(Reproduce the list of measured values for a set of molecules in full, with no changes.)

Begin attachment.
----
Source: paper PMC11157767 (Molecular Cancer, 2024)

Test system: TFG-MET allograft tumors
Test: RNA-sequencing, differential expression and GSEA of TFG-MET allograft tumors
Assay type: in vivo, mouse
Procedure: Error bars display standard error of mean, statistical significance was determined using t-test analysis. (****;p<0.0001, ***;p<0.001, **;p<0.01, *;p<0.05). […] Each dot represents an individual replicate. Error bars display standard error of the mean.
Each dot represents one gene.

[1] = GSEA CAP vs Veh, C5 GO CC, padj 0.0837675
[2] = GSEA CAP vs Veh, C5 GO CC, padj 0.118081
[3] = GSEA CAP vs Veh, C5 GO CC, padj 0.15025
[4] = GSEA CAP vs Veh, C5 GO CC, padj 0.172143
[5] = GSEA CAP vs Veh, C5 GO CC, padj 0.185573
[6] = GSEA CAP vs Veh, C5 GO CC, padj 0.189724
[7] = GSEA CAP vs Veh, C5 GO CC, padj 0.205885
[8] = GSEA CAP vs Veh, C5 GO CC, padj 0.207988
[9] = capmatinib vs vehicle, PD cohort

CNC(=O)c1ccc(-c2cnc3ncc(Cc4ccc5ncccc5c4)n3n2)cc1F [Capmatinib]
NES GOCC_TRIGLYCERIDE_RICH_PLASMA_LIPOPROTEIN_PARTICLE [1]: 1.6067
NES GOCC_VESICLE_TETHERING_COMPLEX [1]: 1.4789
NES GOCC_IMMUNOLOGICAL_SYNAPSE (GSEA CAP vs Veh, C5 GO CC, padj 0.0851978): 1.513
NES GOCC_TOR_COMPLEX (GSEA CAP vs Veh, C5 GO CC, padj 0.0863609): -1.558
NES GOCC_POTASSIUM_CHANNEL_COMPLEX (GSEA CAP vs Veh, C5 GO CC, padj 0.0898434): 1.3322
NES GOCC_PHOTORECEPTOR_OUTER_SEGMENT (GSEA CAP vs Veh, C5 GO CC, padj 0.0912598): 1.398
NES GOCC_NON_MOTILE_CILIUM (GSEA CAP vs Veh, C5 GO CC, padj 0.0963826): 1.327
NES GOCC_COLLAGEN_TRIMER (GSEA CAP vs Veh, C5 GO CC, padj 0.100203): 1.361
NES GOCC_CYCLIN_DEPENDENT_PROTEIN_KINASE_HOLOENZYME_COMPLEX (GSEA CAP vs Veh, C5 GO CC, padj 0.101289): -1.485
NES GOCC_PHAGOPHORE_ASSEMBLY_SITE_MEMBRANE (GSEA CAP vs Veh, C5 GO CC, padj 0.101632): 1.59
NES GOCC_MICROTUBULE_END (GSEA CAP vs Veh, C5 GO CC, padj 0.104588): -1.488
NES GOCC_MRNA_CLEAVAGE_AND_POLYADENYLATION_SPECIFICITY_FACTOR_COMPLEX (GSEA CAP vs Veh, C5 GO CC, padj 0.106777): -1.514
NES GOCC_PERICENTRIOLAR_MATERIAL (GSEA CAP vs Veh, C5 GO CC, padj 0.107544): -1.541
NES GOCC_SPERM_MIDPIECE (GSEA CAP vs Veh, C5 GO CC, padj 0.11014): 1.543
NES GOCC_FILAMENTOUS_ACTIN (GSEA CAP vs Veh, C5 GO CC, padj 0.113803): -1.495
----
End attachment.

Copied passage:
Source: paper PMC11157767 (Molecular Cancer, 2024)

Test system: TFG-MET allograft tumors
Test: RNA-sequencing, differential expression and GSEA of TFG-MET allograft tumors
Assay type: in vivo, mouse
Procedure: Error bars display standard error of mean, statistical significance was determined using t-test analysis. (****;p<0.0001, ***;p<0.001, **;p<0.01, *;p<0.05). […] Each dot represents an individual replicate. Error bars display standard error of the mean.
Each dot represents one gene.

[1] = GSEA CAP vs Veh, C5 GO CC, padj 0.0837675
[2] = GSEA CAP vs Veh, C5 GO CC, padj 0.118081
[3] = GSEA CAP vs Veh, C5 GO CC, padj 0.15025
[4] = GSEA CAP vs Veh, C5 GO CC, padj 0.172143
[5] = GSEA CAP vs Veh, C5 GO CC, padj 0.185573
[6] = GSEA CAP vs Veh, C5 GO CC, padj 0.189724
[7] = GSEA CAP vs Veh, C5 GO CC, padj 0.205885
[8] = GSEA CAP vs Veh, C5 GO CC, padj 0.207988
[9] = capmatinib vs vehicle, PD cohort

CNC(=O)c1ccc(-c2cnc3ncc(Cc4ccc5ncccc5c4)n3n2)cc1F [Capmatinib]
NES GOCC_TRIGLYCERIDE_RICH_PLASMA_LIPOPROTEIN_PARTICLE [1]: 1.6067
NES GOCC_VESICLE_TETHERING_COMPLEX [1]: 1.4789
NES GOCC_IMMUNOLOGICAL_SYNAPSE (GSEA CAP vs Veh, C5 GO CC, padj 0.0851978): 1.513
NES GOCC_TOR_COMPLEX (GSEA CAP vs Veh, C5 GO CC, padj 0.0863609): -1.558
NES GOCC_POTASSIUM_CHANNEL_COMPLEX (GSEA CAP vs Veh, C5 GO CC, padj 0.0898434): 1.3322
NES GOCC_PHOTORECEPTOR_OUTER_SEGMENT (GSEA CAP vs Veh, C5 GO CC, padj 0.0912598): 1.398
NES GOCC_NON_MOTILE_CILIUM (GSEA CAP vs Veh, C5 GO CC, padj 0.0963826): 1.327
NES GOCC_COLLAGEN_TRIMER (GSEA CAP vs Veh, C5 GO CC, padj 0.100203): 1.361
NES GOCC_CYCLIN_DEPENDENT_PROTEIN_KINASE_HOLOENZYME_COMPLEX (GSEA CAP vs Veh, C5 GO CC, padj 0.101289): -1.485
NES GOCC_PHAGOPHORE_ASSEMBLY_SITE_MEMBRANE (GSEA CAP vs Veh, C5 GO CC, padj 0.101632): 1.59
NES GOCC_MICROTUBULE_END (GSEA CAP vs Veh, C5 GO CC, padj 0.104588): -1.488
NES GOCC_MRNA_CLEAVAGE_AND_POLYADENYLATION_SPECIFICITY_FACTOR_COMPLEX (GSEA CAP vs Veh, C5 GO CC, padj 0.106777): -1.514
NES GOCC_PERICENTRIOLAR_MATERIAL (GSEA CAP vs Veh, C5 GO CC, padj 0.107544): -1.541
NES GOCC_SPERM_MIDPIECE (GSEA CAP vs Veh, C5 GO CC, padj 0.11014): 1.543
NES GOCC_FILAMENTOUS_ACTIN (GSEA CAP vs Veh, C5 GO CC, padj 0.113803): -1.495